In the process, the Clarinda A’s have developed a tradition of playing winning baseball for five decades. The team won a national championship in 1981 and has finished in the Top 10 on nearly 20 occasions.
However, Eberly’s influence extended far beyond the diamond as many former A’s players either made Clarinda their home or still have close ties to the community.
“This program isn’t only about a love of baseball. It’s a family and the guys that have been here keep in touch with the organization and the community,” Gary Ulmer, president of the Clarinda A’s Board of Directors, said.
“I can think of several players through the years that came to Clarinda and made Clarinda their home. Merl was a big instigator in getting those people established. That has been a benefit not only to the A’s program, but the community all together,” Kurtz said.
In fact, Kurtz said he was one of the players that made Clarinda his home in large part because of Eberly.
“He helped me get a job at Lisle Corporation and I will have been down there 40 years in August. He was instrumental in giving me the opportunity to get hired on down there,” Kurtz said.
Briggs said Eberly also helped him get a job at Lang’s Dairy in Clarinda in 1961 so that he could play for the A’s. As a result, Briggs and his wife, Shirley, moved to Clarinda from Bedford.
Raised by his mother in a single parent home, Alvarez said he came to Clarinda a boy in 1978 and left a month later, when he was drafted by the Braves, a man.
“It does not take much time to impact someone’s life because he certainly impacted mine,” Alvarez said. “For the first time, I felt like I took a major step forward in my emotional life. He was a father figure to me and he would tell you how proud he was of you.”
In fact, Alvarez said Eberly did something his biological father never did.
“He would come down to St. Louis and watch me pitch in the Major Leagues against the Cardinals. That meant a lot to me,”
As further evidence of the impact the month Alvarez spent in Clarinda playing for Eberly had on his life, Alvarez did not hesitate to send his son, Seve, to Clarinda when he became a collegiate baseball player.
“I hoped it would have the same profound impact on his life as it did on mine, and I think he did. He grew up as a man from being around Merl and the program,” Alvarez said. “I’m proud my son could be associated with a man of his character.
Ulmer said the reason Eberly had such a significant impact on the people he met was because of his strong work ethic, dedication and sense of commitment.
“He taught me, as well as his players, the importance of doing things the right way whether that’s in baseball or in life,” Ulmer said.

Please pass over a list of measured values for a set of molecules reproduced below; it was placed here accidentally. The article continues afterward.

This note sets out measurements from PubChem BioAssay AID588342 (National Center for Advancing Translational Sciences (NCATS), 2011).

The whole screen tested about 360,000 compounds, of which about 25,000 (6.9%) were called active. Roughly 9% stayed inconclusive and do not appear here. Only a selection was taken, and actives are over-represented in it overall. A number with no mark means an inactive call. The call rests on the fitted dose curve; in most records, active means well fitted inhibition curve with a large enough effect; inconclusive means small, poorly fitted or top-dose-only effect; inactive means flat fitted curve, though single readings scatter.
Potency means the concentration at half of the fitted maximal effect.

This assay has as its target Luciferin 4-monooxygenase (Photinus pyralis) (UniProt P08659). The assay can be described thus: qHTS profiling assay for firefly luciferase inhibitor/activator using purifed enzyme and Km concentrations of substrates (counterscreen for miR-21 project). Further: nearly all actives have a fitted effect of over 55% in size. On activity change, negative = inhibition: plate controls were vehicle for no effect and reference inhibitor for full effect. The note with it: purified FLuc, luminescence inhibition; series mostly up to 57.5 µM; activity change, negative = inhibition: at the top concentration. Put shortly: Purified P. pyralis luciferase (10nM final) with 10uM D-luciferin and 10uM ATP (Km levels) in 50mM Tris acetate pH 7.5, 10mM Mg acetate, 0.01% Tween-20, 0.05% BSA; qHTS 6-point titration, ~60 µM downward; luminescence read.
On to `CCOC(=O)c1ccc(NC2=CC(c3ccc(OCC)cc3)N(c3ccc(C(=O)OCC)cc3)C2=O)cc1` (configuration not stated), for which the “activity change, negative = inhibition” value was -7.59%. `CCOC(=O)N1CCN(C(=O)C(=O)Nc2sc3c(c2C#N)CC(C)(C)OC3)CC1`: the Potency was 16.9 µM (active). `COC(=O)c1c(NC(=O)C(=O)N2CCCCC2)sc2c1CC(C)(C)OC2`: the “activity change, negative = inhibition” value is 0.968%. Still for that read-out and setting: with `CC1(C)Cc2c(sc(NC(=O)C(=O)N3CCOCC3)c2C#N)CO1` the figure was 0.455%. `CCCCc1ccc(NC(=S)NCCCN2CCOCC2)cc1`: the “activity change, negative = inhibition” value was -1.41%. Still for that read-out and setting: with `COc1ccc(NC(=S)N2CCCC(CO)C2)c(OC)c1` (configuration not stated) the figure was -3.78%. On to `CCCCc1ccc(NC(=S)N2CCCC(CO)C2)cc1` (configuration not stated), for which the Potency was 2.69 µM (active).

“Merl was a positive influence on the lives of ball players around the country and fans in the Clarinda community. In fact, thousands of people beyond our corner of the world were impacted as a result of Merl’s hard work,” Farwell said.
“He was just a good influence on the young adults he had playing for him. He was a good role model to follow and you respected him for what he stood for and what he tried to instill in the ballplayers that played for him,” Kurtz said.
Away from the field, Eberly worked for many years as a sports reporter and advertising representative with the Clarinda Herald-Journal.
“Everybody around the square knew Merl. He was a good reporter and did a good job at the paper. He had a good reputation and everyone respected Merl,” Kurtz said.
In 1997, Eberly left the dugout to become the general manager of the Clarinda A’s.
In that capacity, Eberly continued to work with Pat to promote the program and organize popular annual events, like the Fourth of July fireworks display and the Clarinda A’s Hall of Fame Banquet, which benefited the Clarinda community every bit as much as they did the baseball program.
“Merl has done a lot for Clarinda. Having the caliber of baseball team we’ve got here every year brings people to town,” Briggs said.
Therefore, in 2010, the Clarinda City Council officially thanked Eberly and his family for their many years of service to the community by renaming Clarinda Municipal Stadium as Clarinda Municipal Stadium-Eberly Field.
“Merl has always been kind of the driving force behind everything that has gone down there,” Clarinda Mayor Gordon Kokenge said at the time the stadium was renamed.
“I don’t know who has done more for the area, especially in the area of baseball, than the Eberly family,” Shenandoah Mayor Dick Hunt, who has been involved in the Clarinda A’s program for several years, said at the time.